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Investing Specialists

Data Points Not as Bad as Market Suggests

Never forget the shock value of a negative data point in a panicky market.

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The market sunk again this week due to new worries about Europe and a string of terrible economic news on Thursday. The European situation was compounded by the fact that European GDP growth crawled to a virtual standstill during the second quarter, much as it may have in the United States. These slower growth rates will make it even more difficult for Europe to deal with its intractable debt crisis.

Outside the strong industrial production number on Tuesday, the economic data points released were amazingly consistent and crummy, at least on the surface. Peeling back the layers of the reports, the data points were still bad, but not nearly as bad as bad this week's market action would suggest. This week's news stood in stark contrast to last week's data points, including better initial unemployment claims and retail sales that showed an improving trend (this Tuesday's weekly retail data continued to show decent growth in face of crumbing financial markets). Poor regional purchasing reports, falling existing home sales, and a jump in consumer prices all overwhelmed the market on Thursday.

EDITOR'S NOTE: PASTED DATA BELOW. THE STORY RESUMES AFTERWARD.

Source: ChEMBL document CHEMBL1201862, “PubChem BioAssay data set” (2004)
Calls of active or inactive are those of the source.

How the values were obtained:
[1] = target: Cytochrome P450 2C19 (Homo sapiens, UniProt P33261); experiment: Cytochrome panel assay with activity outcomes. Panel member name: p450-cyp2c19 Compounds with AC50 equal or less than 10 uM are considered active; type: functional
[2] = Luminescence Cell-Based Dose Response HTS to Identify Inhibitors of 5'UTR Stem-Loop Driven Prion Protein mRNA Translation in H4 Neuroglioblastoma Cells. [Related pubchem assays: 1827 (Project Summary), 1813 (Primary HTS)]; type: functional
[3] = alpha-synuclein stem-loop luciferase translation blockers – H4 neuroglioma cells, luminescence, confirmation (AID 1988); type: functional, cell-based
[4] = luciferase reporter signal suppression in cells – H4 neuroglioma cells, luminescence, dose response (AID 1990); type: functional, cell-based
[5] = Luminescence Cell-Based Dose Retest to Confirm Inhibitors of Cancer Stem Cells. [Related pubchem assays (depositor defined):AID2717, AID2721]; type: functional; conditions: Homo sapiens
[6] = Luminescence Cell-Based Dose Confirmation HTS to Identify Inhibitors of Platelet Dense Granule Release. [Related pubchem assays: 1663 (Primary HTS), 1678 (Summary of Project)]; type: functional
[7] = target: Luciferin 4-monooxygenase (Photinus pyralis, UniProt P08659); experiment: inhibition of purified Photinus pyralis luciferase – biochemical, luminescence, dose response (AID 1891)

Despite this week's data, I suspect that the economy won't move into another recession (without some help from our politician friends). Auto production continues to rebound, gas prices are falling again, and  Boeing (BA) just might make the second half look a little better as new jetliners finally roll off the production line. My biggest fears are that we will talk ourselves into another recession and falling stock markets will affect consumer spending at the high end, heretofore an area of strength. (However, the evidence that falling stock markets crater consumer spending is pretty thin; effects on spending were minimal after the Nasdaq collapse in 2000/2001 and the one-day 25% crash in 1987. But the profile of consumer spending has shifted to the high-end spender during the ensuing years, potentially amplifying the effects of a falling stock market.)

Robert Johnson, CFA does not own (actual or beneficial) shares in any of the securities mentioned above. Find out about Morningstar’s editorial policies.